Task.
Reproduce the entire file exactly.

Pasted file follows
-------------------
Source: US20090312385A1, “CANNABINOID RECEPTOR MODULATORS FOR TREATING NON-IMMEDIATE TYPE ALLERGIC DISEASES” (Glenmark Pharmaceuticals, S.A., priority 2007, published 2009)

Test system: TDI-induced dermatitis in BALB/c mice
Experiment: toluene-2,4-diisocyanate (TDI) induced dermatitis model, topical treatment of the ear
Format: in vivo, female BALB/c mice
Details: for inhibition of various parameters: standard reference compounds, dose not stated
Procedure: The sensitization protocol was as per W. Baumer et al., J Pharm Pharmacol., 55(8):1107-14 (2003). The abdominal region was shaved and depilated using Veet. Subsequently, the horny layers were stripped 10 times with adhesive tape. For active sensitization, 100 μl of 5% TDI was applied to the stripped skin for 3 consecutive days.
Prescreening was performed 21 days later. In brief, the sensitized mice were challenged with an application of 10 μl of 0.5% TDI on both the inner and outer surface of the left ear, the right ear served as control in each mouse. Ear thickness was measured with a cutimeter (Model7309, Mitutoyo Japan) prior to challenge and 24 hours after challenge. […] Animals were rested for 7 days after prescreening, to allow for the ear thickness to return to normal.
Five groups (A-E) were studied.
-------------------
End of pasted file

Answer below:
Source: US20090312385A1, “CANNABINOID RECEPTOR MODULATORS FOR TREATING NON-IMMEDIATE TYPE ALLERGIC DISEASES” (Glenmark Pharmaceuticals, S.A., priority 2007, published 2009)

Test system: TDI-induced dermatitis in BALB/c mice
Experiment: toluene-2,4-diisocyanate (TDI) induced dermatitis model, topical treatment of the ear
Format: in vivo, female BALB/c mice
Details: for inhibition of various parameters: standard reference compounds, dose not stated
Procedure: The sensitization protocol was as per W. Baumer et al., J Pharm Pharmacol., 55(8):1107-14 (2003). The abdominal region was shaved and depilated using Veet. Subsequently, the horny layers were stripped 10 times with adhesive tape. For active sensitization, 100 μl of 5% TDI was applied to the stripped skin for 3 consecutive days.
Prescreening was performed 21 days later. In brief, the sensitized mice were challenged with an application of 10 μl of 0.5% TDI on both the inner and outer surface of the left ear, the right ear served as control in each mouse. Ear thickness was measured with a cutimeter (Model7309, Mitutoyo Japan) prior to challenge and 24 hours after challenge. […] Animals were rested for 7 days after prescreening, to allow for the ear thickness to return to normal.
Five groups (A-E) were studied.